Culture At Large

Why We Don’t Need to “Protect” our Sons from Selfies

Kory Plockmeyer

A recent post by Kim Hall, director of women’s ministries at a Presbyterian church in Texas, has been getting a lot of attention for its word of warning to teenage girls tempted to take “selfies” in their pajamas before bed. If you post them to Facebook, Hall declares, you will get blocked. Her reason? To protect her boys.

Hall wrote:

The reason we have these (sometimes awkward) family conversations around the table is that we care about our sons, just as we know your parents care about you.

I know your family would not be thrilled at the thought of my teenage boys seeing you only in your towel. Did you know that once a male sees you in a state of undress, he can’t ever un-see it? You don’t want the Hall boys to only think of you in this sexual way, do you?

Neither do we.

And so, in our house, there are no second chances, ladies.

On the one hand, I applaud Hall’s efforts to encourage young women to be more mindful of the nature of the posts they upload to social media. Too few young people (both men and women) think carefully of the long-term repercussions of posts that seem innocent at the time. I appreciate Hall’s desire to raise young men who would seek healthy, respectful relationships.

What frustrates me is a truncated view of sexuality and sexual responsibility.

All too often, we fall into the trap of treating sexual impropriety as a graceless void.

Too often, the church adopts an attitude that men are nothing more than sexual beings incapable of controlling their sexual impulses. Instead of teaching her boys to be able to pass over such images without giving in to sexual temptation, Hall suggests, “I think the boys notice other things. For one, it appears that you are not wearing a bra.” If we’re not careful, we can fall into a “boys will be boys” attitude that places the responsibility for sexual responsibility squarely on the shoulders of women, letting men off the hook.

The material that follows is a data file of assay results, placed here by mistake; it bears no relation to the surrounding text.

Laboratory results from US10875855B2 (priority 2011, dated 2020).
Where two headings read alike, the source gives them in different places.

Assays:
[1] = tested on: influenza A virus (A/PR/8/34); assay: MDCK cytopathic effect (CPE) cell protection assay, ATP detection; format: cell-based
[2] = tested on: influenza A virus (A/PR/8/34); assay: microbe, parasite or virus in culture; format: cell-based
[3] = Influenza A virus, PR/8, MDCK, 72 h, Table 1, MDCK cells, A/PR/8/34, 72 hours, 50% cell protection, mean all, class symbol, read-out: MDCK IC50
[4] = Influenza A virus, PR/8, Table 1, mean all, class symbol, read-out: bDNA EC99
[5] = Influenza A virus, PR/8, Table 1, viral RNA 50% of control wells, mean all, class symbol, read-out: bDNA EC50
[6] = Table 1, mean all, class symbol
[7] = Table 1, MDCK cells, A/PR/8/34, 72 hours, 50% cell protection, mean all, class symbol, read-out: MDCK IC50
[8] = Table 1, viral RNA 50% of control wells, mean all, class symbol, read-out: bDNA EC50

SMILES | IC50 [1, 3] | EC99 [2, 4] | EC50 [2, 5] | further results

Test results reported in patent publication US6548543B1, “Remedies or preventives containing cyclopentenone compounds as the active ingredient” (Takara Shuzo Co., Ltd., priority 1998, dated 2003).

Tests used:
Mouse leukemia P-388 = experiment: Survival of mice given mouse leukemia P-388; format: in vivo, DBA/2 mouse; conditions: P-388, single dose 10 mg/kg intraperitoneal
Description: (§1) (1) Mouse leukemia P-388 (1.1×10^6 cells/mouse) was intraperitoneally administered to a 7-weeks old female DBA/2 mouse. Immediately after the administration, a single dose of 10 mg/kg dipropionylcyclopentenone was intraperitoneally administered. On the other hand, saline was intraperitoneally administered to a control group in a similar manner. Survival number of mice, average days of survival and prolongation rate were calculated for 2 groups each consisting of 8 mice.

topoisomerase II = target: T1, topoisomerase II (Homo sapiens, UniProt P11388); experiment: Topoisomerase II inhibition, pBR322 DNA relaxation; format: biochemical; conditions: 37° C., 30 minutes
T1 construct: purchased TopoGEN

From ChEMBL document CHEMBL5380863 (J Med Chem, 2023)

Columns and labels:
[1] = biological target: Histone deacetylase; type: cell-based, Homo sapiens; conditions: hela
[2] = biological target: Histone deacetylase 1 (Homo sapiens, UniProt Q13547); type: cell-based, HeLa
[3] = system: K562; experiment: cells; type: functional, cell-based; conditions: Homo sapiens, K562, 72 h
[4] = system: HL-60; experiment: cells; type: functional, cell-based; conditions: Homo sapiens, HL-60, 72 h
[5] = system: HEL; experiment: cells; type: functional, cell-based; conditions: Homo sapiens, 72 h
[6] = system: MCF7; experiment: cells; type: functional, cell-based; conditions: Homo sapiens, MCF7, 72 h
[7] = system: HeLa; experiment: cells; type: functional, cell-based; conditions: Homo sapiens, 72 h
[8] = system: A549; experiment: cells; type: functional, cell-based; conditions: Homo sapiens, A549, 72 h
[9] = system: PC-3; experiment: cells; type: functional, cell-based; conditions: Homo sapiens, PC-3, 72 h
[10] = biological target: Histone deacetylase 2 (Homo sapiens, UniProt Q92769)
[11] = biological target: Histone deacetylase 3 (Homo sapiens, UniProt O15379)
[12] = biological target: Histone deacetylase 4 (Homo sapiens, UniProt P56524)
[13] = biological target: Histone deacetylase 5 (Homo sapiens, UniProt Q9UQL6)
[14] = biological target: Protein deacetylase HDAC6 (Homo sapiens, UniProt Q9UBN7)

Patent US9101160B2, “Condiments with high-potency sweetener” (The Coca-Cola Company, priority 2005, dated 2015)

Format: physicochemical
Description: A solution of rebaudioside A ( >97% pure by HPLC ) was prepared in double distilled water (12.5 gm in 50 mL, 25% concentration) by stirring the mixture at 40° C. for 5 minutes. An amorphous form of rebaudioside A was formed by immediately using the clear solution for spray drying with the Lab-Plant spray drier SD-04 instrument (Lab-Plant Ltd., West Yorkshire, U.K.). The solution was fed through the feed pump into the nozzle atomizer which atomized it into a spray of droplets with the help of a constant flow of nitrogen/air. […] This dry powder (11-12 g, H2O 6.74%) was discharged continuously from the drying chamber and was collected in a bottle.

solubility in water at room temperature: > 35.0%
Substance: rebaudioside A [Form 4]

Underscoring the point, Hall’s original post includes a photo of her sons shirtless on the beach flexing their muscles. Other responses and commenters have noted the irony of this, but I think we cannot miss the important message Hall is communicating: women posting mildly sexual photos cause men to sin, while men are not held to the same standards. In fact, in a follow-up comment Hall even states “Do I think those family photos are in any way sexual? No. Am I surprised that people might think they are? Yes actually.”

Hall’s advice to teenage girls underscores one more troubling aspect of sexuality: when it comes to sex, there is no grace; the only solution is to fix the problem. There are no second chances in the Hall household. For ladies to get back into the good graces of the Hall matron, the only solution is to run to Facebook and delete any inappropriate content. Grace is non-existent. All too often, we fall into the trap of treating sexual impropriety as a graceless void where we must atone for our own behavior, rather than resting in the grace of Jesus Christ.

To be clear: I appreciate what Kim Hall is trying to accomplish. What troubles me is not what she wrote as much as what lies beneath what she wrote – a view of sexuality that falls short of grace and treats men as solely sexual beings.

Topics: Culture At Large, Home & Family, Sex, Parenting